BoardSource just released its Nonprofit Governance Index 2010 which contains interesting data collected from surveys of hundreds of nonprofit executives and board members. One finding highlighted by BoardSource is widespread dissatisfaction from those surveyed regarding the degree of racial, ethnic and age diversity on nonprofit boards.
My concern here is that people might think that diversity alone is the answer. Sure, it is nice to see boards and elected bodies look more representative of the population in which they exist. Furthermore, having board members with a variety of backgrounds, skill sets and perspectives should add important value to boardroom dialogue and decision-making ability.
For me, however, having diversity in the boardroom is simply not enough. I believe that the role of the board starts with understanding who the legal or moral ownership is, and then having meaningful conversations with the ownership about what results the organization should produce. To truly accomplish this function whilst exercising group authority, board members cannot be content with simply representing their respective constituencies, regions, races or factions. True board leadership requires board members to, in effect, ‘transcend themselves,’ a concept brilliantly explored by Dr. John Carver in his 2004 speech, Transcending Ourselves: The Board’s Unique Contribution to Success.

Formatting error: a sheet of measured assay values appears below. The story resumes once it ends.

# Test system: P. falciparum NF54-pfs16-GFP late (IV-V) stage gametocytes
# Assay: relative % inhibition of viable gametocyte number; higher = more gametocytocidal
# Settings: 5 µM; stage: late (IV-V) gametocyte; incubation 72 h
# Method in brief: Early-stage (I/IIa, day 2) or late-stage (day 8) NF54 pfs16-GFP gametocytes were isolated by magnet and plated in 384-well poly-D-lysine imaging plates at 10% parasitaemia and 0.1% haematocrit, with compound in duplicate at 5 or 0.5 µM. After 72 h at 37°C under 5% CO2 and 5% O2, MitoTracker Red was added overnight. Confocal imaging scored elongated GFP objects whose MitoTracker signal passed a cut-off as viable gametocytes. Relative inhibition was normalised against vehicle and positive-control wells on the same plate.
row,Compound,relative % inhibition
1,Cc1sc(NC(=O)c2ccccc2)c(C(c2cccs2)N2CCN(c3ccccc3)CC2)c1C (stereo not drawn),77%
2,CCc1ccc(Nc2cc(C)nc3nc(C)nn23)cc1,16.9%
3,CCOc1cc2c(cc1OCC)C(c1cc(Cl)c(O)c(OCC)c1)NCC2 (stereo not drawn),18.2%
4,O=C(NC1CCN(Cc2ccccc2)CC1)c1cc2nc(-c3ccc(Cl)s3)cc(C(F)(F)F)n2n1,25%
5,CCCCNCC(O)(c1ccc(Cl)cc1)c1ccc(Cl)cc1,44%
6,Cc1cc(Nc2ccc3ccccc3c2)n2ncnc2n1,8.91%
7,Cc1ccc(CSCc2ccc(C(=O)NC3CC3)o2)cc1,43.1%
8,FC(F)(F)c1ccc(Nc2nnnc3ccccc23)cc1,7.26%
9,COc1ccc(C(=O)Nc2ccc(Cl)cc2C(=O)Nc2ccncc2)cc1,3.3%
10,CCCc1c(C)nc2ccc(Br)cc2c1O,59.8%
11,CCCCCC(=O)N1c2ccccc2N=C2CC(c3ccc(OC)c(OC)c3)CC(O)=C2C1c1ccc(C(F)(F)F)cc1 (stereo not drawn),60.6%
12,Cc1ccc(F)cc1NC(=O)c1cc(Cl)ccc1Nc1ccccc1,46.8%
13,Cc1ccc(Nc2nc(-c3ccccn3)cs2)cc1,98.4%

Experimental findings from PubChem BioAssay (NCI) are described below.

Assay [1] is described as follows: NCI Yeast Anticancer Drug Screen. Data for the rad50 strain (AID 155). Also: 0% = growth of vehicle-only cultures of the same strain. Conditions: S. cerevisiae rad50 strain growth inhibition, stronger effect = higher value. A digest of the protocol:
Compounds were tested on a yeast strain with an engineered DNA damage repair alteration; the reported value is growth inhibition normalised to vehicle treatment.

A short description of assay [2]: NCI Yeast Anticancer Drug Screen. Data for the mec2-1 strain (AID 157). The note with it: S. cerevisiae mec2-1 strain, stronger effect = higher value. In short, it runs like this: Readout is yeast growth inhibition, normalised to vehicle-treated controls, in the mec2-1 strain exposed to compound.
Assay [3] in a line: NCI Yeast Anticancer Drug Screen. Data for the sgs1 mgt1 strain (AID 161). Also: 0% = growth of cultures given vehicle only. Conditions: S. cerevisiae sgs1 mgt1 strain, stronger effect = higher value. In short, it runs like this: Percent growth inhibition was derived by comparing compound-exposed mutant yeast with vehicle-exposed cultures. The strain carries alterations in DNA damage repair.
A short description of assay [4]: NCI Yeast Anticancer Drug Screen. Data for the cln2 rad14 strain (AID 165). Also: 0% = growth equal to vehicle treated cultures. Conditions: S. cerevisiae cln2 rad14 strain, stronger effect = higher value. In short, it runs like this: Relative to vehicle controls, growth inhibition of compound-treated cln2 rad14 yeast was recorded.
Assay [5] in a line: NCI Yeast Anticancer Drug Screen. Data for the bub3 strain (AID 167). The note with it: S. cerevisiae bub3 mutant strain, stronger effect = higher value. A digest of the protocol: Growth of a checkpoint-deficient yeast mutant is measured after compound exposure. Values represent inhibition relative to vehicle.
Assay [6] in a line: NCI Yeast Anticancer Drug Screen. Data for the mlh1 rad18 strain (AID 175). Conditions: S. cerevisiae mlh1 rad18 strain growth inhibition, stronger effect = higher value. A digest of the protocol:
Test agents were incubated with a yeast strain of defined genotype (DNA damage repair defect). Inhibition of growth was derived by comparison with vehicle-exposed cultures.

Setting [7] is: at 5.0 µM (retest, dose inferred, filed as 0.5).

If board members can become increasingly capable of transcending themselves in order (1) to be the informed voice of the legal/moral owners and (2) to participate effectively as part of a group authority (not singular dictators or managers), they will achieve so much more than they would by creating boards that are visibly diverse. Diversity is laudable when it exists, and, whether or not it is achieved, all board members should strive to become informed and effective stewards on behalf of all their owners.